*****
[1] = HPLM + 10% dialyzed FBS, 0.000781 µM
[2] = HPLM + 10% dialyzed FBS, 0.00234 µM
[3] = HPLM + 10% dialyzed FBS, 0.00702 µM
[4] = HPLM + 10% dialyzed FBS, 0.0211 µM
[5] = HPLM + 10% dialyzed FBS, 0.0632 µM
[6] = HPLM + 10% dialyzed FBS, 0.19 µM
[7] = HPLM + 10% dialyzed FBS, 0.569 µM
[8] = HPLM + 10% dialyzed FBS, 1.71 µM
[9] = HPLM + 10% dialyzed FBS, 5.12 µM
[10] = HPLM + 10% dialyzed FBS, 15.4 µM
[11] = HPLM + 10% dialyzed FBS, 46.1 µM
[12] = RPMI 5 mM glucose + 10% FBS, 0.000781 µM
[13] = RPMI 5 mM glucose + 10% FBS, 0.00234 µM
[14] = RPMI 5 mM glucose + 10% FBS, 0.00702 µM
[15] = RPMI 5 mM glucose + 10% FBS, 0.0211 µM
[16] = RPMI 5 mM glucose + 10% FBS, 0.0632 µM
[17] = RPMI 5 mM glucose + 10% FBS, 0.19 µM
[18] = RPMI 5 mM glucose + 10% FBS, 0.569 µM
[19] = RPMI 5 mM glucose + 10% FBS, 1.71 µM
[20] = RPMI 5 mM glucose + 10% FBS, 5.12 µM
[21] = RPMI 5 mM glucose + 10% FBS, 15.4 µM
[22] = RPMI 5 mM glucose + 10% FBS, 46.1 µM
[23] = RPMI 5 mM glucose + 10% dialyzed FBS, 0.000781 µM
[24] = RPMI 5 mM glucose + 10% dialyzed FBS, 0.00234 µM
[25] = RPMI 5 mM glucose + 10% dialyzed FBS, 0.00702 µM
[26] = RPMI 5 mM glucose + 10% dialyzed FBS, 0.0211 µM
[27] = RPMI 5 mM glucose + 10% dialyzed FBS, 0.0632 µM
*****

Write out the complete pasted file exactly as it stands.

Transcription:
[1] = HPLM + 10% dialyzed FBS, 0.000781 µM
[2] = HPLM + 10% dialyzed FBS, 0.00234 µM
[3] = HPLM + 10% dialyzed FBS, 0.00702 µM
[4] = HPLM + 10% dialyzed FBS, 0.0211 µM
[5] = HPLM + 10% dialyzed FBS, 0.0632 µM
[6] = HPLM + 10% dialyzed FBS, 0.19 µM
[7] = HPLM + 10% dialyzed FBS, 0.569 µM
[8] = HPLM + 10% dialyzed FBS, 1.71 µM
[9] = HPLM + 10% dialyzed FBS, 5.12 µM
[10] = HPLM + 10% dialyzed FBS, 15.4 µM
[11] = HPLM + 10% dialyzed FBS, 46.1 µM
[12] = RPMI 5 mM glucose + 10% FBS, 0.000781 µM
[13] = RPMI 5 mM glucose + 10% FBS, 0.00234 µM
[14] = RPMI 5 mM glucose + 10% FBS, 0.00702 µM
[15] = RPMI 5 mM glucose + 10% FBS, 0.0211 µM
[16] = RPMI 5 mM glucose + 10% FBS, 0.0632 µM
[17] = RPMI 5 mM glucose + 10% FBS, 0.19 µM
[18] = RPMI 5 mM glucose + 10% FBS, 0.569 µM
[19] = RPMI 5 mM glucose + 10% FBS, 1.71 µM
[20] = RPMI 5 mM glucose + 10% FBS, 5.12 µM
[21] = RPMI 5 mM glucose + 10% FBS, 15.4 µM
[22] = RPMI 5 mM glucose + 10% FBS, 46.1 µM
[23] = RPMI 5 mM glucose + 10% dialyzed FBS, 0.000781 µM
[24] = RPMI 5 mM glucose + 10% dialyzed FBS, 0.00234 µM
[25] = RPMI 5 mM glucose + 10% dialyzed FBS, 0.00702 µM
[26] = RPMI 5 mM glucose + 10% dialyzed FBS, 0.0211 µM
[27] = RPMI 5 mM glucose + 10% dialyzed FBS, 0.0632 µM